who do you know, even when they’re right in front of ya?

The last few weeks haven't been the best for me but I just reinvent myself each day as someone doing better. I go through the motions of work. I put up with the worst of my students, enjoy the best of them. I watch television, I watch movies--and write about them here--and I play D&D when I can. I was already in a bad mood Saturday when I got to watching I don't feel at home in this world anymore. Hours later I watched Jim & Andy...

Full title for that last one: Jim & Andy: The Great Beyond: Featuring a Very Special, Contractually Obligated Mention of Tony Clifton because the premise of the film is far bigger than just Jim & Andy, just Jim and Andy, Just Jim and Andy and Tony. The premise of the documentary is Jim Carrey getting so much into character as Andy Kaufman and as Tony Clifton while filming Man on the Moon that he sort of lost himself... Or found himself, I guess is the point. And, after a tough time lately in terms of my mental health, it was an interesting way to end the night Saturday, my fifth movie since that afternoon, and it's rare that I get to watch that many movies in a row.

I manage to fit in a lot of movies, obviously. But, there are always other things to do, errands and chores to fill in the time. And, I've gotten good at managing them all just enough to keep going. Just enough that I've got the energy to do silly things like yesterday's blog... And, yes, that took some doing. The code for it is simple--for those who don't know, I regularly write this blog with the html code already in it. I think blogger has an editor for links and images and whatnot, but I have always just coded it all myself. The code is simple enough. But, I started yesterday's entry thinking it was going to be long and elaborate. I had my master's thesis open--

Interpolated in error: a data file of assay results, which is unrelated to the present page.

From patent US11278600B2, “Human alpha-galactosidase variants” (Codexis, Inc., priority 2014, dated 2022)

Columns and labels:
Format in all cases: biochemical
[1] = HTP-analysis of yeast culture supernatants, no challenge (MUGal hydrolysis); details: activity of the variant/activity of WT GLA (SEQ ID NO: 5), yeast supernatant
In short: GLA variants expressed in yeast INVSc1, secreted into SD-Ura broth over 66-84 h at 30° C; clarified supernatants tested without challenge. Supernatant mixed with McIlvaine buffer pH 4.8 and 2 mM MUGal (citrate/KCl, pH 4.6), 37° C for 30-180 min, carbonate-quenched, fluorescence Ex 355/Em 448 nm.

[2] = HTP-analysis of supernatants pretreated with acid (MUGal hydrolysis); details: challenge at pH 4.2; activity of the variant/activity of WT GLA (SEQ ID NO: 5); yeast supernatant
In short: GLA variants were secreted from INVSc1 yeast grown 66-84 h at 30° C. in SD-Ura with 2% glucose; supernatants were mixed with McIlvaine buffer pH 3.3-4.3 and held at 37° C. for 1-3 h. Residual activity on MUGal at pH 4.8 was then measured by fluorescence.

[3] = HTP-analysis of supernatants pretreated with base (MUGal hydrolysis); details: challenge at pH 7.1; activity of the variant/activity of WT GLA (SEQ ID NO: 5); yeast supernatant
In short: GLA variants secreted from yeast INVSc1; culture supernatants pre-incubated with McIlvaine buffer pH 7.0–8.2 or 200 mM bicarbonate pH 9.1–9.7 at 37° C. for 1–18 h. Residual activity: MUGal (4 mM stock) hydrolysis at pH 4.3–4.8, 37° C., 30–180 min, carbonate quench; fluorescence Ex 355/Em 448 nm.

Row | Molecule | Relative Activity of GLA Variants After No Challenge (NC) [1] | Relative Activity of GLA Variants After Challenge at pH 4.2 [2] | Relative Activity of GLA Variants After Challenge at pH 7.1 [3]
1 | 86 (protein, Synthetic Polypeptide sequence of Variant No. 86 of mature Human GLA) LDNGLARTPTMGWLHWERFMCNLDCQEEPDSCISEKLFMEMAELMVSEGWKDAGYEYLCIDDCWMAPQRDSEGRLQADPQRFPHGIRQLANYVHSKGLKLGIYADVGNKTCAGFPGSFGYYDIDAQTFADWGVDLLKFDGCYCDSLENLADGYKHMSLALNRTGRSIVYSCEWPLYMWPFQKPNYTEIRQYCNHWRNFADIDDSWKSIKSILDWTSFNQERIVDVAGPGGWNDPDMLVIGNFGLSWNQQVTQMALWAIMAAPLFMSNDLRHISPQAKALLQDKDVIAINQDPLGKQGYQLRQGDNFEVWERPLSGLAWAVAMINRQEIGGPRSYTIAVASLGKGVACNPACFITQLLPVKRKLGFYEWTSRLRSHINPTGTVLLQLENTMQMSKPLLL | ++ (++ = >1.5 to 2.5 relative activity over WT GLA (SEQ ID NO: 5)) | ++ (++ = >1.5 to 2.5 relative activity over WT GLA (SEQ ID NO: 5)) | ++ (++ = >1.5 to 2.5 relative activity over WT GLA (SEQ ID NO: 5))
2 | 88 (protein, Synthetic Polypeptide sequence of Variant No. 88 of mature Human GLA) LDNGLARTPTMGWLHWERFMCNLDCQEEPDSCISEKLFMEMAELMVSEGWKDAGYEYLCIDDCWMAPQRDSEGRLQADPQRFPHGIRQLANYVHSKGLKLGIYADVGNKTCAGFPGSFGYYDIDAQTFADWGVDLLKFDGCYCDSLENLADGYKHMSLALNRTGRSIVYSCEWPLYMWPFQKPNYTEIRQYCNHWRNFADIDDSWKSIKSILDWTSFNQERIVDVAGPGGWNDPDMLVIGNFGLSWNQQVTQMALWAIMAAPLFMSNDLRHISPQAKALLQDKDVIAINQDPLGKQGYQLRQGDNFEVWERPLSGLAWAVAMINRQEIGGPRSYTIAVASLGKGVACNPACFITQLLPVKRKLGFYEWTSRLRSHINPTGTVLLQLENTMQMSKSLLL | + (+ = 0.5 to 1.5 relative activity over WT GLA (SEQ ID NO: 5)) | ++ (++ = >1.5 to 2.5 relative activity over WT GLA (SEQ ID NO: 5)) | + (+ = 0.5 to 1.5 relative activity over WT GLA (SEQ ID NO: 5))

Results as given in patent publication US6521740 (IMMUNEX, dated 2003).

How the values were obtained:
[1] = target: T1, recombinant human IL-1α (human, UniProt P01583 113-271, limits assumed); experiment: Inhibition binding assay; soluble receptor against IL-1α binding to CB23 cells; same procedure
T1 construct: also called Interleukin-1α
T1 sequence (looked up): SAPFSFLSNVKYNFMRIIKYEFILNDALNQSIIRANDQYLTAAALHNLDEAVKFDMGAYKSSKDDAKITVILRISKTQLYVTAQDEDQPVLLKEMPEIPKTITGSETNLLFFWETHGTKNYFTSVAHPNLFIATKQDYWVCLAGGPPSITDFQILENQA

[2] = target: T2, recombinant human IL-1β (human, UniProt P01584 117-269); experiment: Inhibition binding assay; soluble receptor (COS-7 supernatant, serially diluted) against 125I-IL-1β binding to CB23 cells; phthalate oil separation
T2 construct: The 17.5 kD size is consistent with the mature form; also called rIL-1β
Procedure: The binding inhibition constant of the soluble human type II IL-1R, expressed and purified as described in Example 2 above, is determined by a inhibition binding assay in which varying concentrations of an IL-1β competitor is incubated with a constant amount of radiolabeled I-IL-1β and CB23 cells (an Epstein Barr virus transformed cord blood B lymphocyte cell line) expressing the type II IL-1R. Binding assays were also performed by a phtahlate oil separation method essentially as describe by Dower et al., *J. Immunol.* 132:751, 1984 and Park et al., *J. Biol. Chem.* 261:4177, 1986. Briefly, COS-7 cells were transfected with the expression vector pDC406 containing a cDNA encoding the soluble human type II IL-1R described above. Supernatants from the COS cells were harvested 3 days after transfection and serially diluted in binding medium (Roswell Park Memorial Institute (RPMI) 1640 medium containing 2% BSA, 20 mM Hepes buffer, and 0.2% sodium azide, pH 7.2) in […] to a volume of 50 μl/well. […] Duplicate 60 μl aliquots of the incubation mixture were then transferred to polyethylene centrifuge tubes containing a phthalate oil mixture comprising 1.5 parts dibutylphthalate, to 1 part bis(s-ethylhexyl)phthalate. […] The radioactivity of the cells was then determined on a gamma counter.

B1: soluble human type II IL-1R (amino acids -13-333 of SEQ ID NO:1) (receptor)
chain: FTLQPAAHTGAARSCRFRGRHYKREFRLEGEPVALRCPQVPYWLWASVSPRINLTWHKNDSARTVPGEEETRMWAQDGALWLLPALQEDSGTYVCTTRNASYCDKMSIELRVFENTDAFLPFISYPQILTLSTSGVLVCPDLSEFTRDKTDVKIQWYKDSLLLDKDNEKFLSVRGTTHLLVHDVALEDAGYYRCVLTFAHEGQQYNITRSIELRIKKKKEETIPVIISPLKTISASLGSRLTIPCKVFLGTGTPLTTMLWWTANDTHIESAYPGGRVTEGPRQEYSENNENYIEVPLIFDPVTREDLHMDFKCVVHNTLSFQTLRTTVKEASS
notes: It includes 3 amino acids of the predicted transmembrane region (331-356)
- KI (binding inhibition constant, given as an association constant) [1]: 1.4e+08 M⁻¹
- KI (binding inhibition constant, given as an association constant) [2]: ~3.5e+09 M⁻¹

It's called Blogging to Make Sense of the World: An Autoethnographic Approach to Sensemaking and the Presentation--and Manipulation--of Self Online.

(The day I turned in the completed draft was Day 1000 of this blog, and was two years ago later this month. For those trying to follow along, I ended the blog that day only to pick it up a year later as if I had never stopped, even picked up with the very same film--High Fidelity--like I hadn't missed a beat.)

And, it is all about how we create ourselves online. I used this blog as my primary case study, though I looked at a couple others and other research about blogging, and about the Internet, and about self, about identity. Themes that also found their way into this blog prior to that thousandth day. Themes that mean a lot to me. Because, as I've explained a few times (notably in talking about Rambo), I grew up thinking I wouldn't really have a future. I've always had trouble looking too far ahead, at least in any realistic manner. I imagine the future, I fantasize, I dream, but to plan is difficult. And, when I do plan, and plans go awry, it hurts. Doesn't matter how big the plans, or how small.

And, there was just this moment--I'm watching Jim & Andy again, sitting in a Starbucks in Beverly Hills--in which Jim, as Andy, explains something very personal about Jim. He says,